Grayson continues to be a god send to the character of Richard “Booty Booty Booty” Grayson. Ol’ Dick (heheheh) has been on bit of quality decline ever since the new 52 started, but his role as a spy has given him a much needed shot in the arm that Dick hasn’t seen since Grant Morrison and friends made him Batman. Grayson #10 is the second installment of the “Nemesis” arc, which finds that boy Grayson amiss of a murder mystery where he is the main suspect. Oh and Lex Luthor shows up, which is big, because Lex is one of the reasons Dick had to fake his death to begin with. It’s compelling stuff, with some really engaging dialogue from Tim Seeley and Tom King and the cliffhanger ending is spectacular.

Grayson-10-ViewOne of the advantages of turning Dick Grayson into a globe spanning hero is Mikel Janin being able to draw the hell out of a number of exotic locations in a single issue. Two moments that stand out to me visually were the scene in Madrid early in the book, and later when Lex and Dick meet in Corscia. Aside from drawing the prettiest of people, Janin draws some gorgeous scenery, beautifully colored by Jeremy Cox. Cox is also another fantastic artist, managing to mix channel travel brochure quality colors as well as Jim Steranko SHIELD era stuff. Coz is easily one of the most underrated colorists in the business and pairing him with Mikel Janin has produced some incredible looking art. Meanwhile, Seeley and King continue to provide a solid and entertaining script with some really smart and fun dialogue.

Grayson #10 is another fine installment of a book that got me back into DC Comics. It’s spy drama and super heroics at it’s best, and I’m glad to see the team’s first multi-issue storyline going so well.

 

 

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Troy’s Toys But with Comics: All New All Shameless Edition

So hey, before I start my weekly Hawkeye discussion/Comics Review, I wanted to make the FP Faithful aware of a few things

1)The DC Sneak Peeks from this week are pretty great, and if you don’t want to spend your money on Convergence tie ins, are available on Comixology and several other websites. My personal picks are We Are Robins Black Canary and Batgirl, but you should definitely track down the Starfire, Grayson and Gotham Academy ones as well.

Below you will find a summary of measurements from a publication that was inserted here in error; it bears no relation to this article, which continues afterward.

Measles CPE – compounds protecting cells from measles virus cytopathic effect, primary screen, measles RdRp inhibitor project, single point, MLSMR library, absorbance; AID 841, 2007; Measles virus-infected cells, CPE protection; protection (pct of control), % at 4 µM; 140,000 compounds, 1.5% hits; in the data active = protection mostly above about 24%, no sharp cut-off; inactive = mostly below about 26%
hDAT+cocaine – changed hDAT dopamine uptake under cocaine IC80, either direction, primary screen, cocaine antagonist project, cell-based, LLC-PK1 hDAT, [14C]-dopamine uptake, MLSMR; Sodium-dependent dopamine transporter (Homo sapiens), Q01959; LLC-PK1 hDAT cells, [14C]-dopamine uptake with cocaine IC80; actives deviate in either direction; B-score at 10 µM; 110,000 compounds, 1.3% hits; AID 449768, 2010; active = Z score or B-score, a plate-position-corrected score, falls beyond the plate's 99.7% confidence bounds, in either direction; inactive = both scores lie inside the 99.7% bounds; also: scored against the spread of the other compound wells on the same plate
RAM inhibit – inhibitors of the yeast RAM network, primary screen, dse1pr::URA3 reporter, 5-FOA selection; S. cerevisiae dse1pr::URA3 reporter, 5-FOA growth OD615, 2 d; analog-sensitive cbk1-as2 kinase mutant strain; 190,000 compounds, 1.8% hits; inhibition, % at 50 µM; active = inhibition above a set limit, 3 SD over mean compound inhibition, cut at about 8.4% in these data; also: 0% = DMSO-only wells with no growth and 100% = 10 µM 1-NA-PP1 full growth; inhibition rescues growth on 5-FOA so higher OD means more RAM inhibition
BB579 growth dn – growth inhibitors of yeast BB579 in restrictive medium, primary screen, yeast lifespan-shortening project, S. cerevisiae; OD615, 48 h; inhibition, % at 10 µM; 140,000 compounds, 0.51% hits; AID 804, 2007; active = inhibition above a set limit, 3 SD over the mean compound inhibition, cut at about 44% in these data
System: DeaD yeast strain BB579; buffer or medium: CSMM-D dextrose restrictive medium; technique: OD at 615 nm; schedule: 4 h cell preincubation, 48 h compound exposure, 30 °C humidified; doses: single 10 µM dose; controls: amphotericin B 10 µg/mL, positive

2) Speaking of digital offerings, Fresh Romance is available on Comixology too. I kickstarted it, and man, I am glad that I did. It’s a cool return to romance comics featuring some fantastic stories by several rad up and coming creators. It’s 5 bucks for 30 pages, which I know is steep, but it’s a rare occasion where the price is justified by the quality of the content.

3)  June kicks off Summer Convention time, which means if you’re on the East Coast, you get to see me dressed up as a super hero in a crowded environment. I’ll be at Special Edition NYC, FLAMECON and Heroescon next month, and if you want to say hi or track my nonsense on social media, I’m on twitter & instagram @TheAnarCHris .

 

Alright, shameless plug theater is over, Hawk-talk begins now

All-New_Hawkeye_Vol_1_3_TextlessAll-New Hawkeye #3

Jeff Lemire/Ramon Perez/Ian Herring

Marvel $3.99

When writing one Crapsack Tire Fire (aka Clint Barton), one way to keep my interest in the character is to have equal amounts of one Kate Bishop and one Lucky, the Eisner award winning pizza dog. It took Team Hawkguy 2.0 three issues to realize that, which makes issue 3 the best issue of All-New Hawkeye to date.

This time around, writer Jeff Lemire limits the Flashback/Origin-y stuff to one panel per page. It’s a neat storytelling technique, as most of these story allows artist Ramon Perez tell the story in mostly dialogue free scenes. It also allows the reader to see how these circus bits relate to the story that takes place in the present, which is treated as the A-side story this issue. Clint and Katie Kate has to deal with the fallout of their mission, and end up getting into more trouble as a Hawkeye tends to do.